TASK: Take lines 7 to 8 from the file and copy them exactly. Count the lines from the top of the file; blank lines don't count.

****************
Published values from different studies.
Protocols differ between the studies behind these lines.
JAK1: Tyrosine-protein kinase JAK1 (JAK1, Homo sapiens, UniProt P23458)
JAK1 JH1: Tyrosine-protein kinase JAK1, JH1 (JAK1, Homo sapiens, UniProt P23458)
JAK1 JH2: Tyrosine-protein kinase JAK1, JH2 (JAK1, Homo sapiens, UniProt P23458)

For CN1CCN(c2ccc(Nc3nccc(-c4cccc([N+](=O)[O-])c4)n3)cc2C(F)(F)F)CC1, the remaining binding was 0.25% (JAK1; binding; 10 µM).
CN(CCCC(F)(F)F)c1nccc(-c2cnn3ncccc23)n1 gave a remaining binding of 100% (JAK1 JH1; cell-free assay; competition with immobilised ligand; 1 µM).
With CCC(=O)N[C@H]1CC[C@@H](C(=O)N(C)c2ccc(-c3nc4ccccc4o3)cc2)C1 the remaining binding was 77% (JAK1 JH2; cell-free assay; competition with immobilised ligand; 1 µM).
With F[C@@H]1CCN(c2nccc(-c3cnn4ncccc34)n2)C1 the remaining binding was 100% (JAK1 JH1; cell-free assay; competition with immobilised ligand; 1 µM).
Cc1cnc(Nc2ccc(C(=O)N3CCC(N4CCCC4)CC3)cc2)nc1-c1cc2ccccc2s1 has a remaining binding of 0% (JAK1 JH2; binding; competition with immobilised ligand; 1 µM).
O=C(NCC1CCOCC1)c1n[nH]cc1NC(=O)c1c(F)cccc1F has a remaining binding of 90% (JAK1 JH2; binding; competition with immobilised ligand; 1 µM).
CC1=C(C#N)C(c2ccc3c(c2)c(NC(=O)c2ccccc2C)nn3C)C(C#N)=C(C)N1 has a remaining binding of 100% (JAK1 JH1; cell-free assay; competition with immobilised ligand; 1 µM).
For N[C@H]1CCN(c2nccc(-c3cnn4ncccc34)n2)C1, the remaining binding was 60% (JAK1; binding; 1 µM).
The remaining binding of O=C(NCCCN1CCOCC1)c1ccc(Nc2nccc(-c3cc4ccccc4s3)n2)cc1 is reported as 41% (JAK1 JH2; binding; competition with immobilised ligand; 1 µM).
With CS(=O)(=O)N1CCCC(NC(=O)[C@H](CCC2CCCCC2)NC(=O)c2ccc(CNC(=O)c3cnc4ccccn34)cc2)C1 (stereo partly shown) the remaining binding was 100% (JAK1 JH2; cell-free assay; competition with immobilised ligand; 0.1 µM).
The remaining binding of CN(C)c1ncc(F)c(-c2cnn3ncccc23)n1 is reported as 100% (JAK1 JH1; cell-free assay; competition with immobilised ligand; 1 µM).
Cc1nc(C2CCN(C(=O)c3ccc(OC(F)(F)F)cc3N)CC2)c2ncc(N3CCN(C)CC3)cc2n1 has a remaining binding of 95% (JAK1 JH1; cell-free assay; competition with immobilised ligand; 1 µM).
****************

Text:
CN(CCCC(F)(F)F)c1nccc(-c2cnn3ncccc23)n1 gave a remaining binding of 100% (JAK1 JH1; cell-free assay; competition with immobilised ligand; 1 µM).
With CCC(=O)N[C@H]1CC[C@@H](C(=O)N(C)c2ccc(-c3nc4ccccc4o3)cc2)C1 the remaining binding was 77% (JAK1 JH2; cell-free assay; competition with immobilised ligand; 1 µM).